“He’s a hard-nosed kid,” Bock asserted. “He’s played through a lot of pain in baseball and in football.”

As a sophomore in 2009, Mayall led the 7A-Central Conference champion Hornets with a .429 batting average (39-of-91). He scored a team-high 24 runs, knocked in 18, walked 14 times and stroked seven doubles while striking out just five times.

That summer, he set a Bryant Black Sox AAA Legion record with a .506 batting average (43-of-85) and a .651 on-base percentage, scoring 28 runs and driving in 20. He walked 24 times and struck out just twice.

During his junior season at BHS, Mayall led the team with a .352 average (37-of-105) despite the team’s extended slump. He scored 22 times, drove in 21 runs, hit nine doubles and a triple. He walked 22 times and struck out on just three occasions.

Last summer, he finished batting a team-best .440 (33-of-75) with 19 runs scored, 21 driven-in (to lead the Sox team) with 12 doubles, a triple and a homer. He drew 21 free passes while striking out only three times.

Asked about his development as a hitter, Hunter said, ““When I was young, I played baseball a whole lot. My dad would always take me to places to hit and try to find the best hitting coach. I finally started going to coach Pat Harrison, who’s over at Diamond (Sports) now. He helped me a lot as a kid to get me where I am now. Then, I got with Coach Bock and he helped me the rest of the way.”

As for his approach at the plate, he added, “I get up there and all I’m trying to do is beat the pitcher. I’m trying to do better than the pitcher does. It’s a battle. I’m trying to win the battle every time I get to the plate.”

As it turns out, Mayall’s final high school baseball game was the 2010 Class 7A State championship game when he led off for the Hornets against the Van Buren Pointers, went 2 for 3 with an RBI and four runs scored.

“The State championship meant a lot to me and my dad,” Mayall said. “It was my dad’s birthday and all he said he wanted for his birthday was for us to win a State championship. That’s what happened. It makes it great because that was my last high school baseball game. It was amazing.”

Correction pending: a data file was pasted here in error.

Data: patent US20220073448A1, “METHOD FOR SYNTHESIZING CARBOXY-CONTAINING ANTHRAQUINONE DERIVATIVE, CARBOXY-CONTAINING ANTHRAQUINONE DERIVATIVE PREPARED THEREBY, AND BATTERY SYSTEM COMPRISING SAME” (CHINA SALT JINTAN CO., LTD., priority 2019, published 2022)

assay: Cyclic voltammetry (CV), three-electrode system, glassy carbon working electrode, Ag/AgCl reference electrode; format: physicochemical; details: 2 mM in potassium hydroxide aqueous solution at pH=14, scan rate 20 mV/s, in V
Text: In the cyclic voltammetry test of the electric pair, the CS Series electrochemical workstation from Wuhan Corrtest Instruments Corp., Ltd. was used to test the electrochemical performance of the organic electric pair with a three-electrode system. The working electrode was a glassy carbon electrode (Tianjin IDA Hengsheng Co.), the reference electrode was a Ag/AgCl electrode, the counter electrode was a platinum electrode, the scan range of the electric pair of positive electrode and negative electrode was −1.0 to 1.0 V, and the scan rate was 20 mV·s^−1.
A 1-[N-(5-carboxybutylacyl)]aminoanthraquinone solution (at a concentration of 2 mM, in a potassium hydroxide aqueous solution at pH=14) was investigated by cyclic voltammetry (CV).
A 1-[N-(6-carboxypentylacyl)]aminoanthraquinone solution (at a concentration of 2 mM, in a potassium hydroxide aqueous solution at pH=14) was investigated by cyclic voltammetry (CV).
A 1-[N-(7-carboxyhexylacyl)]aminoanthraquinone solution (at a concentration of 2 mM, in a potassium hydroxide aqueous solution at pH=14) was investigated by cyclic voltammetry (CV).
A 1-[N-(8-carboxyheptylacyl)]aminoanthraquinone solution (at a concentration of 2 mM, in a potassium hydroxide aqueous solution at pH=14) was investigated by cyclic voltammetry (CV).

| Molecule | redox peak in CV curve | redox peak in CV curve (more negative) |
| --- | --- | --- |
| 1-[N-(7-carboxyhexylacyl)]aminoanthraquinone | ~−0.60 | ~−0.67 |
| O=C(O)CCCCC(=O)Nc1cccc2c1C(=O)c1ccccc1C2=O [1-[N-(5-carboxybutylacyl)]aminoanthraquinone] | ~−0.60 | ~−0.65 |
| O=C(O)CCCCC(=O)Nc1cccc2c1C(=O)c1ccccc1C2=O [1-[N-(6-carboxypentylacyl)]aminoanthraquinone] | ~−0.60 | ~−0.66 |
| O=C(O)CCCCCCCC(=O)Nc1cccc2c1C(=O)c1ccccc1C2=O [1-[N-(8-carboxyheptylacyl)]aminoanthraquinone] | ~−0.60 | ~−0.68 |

Bock acknowledged Mayall’s leadership.

“He was an example guy,” said the coach. “He had some rah-rah in him if he felt like things were going the wrong way. But he certainly led by example because he worked extremely hard. The thing about Hunter is, it hurt him to fail. And he failed just like everybody else but you could see he didn’t like it. Things like that say more to your younger kids and your peers than just always the rah-rah. You could tell, he takes things to heart, just a very intense player.”

Mayall, who was limited to the role of designated hitter all season, recalled, “We went through that losing streak (seven losses in eight games during conference play) and it took a lot — it took Coach Bock a lot to understand what was wrong. And it took us awhile. We finally realized that our confidence wasn’t where it was. We were winning all those games but then we just started losing and we didn’t know what to do. We lost confidence in ourselves, in our team and in each other. We finally got it down that that’s what it was. Once we talked about it and got it through our heads that we could win baseball games, we started winning again. That’s all it really was, confidence.”

“He was huge,” Bock concluded, “and it’s certainly going to be a big blow to us offensively not to have him. We’re just going to have to rally the troops and get it done.”


  1. John Jobe

    We will all miss you out on the field this year as well Hunter, you have been in many thoughts and prayers. I hope you will find yourself (w/ Mom & Dad) at many a Hornet BB game this year, even if on the injured list, your presence can still bring the insight/knowledge and "team spirit" that has been apart of this group {SR-2011} for more than 8 years now.

    John Jobe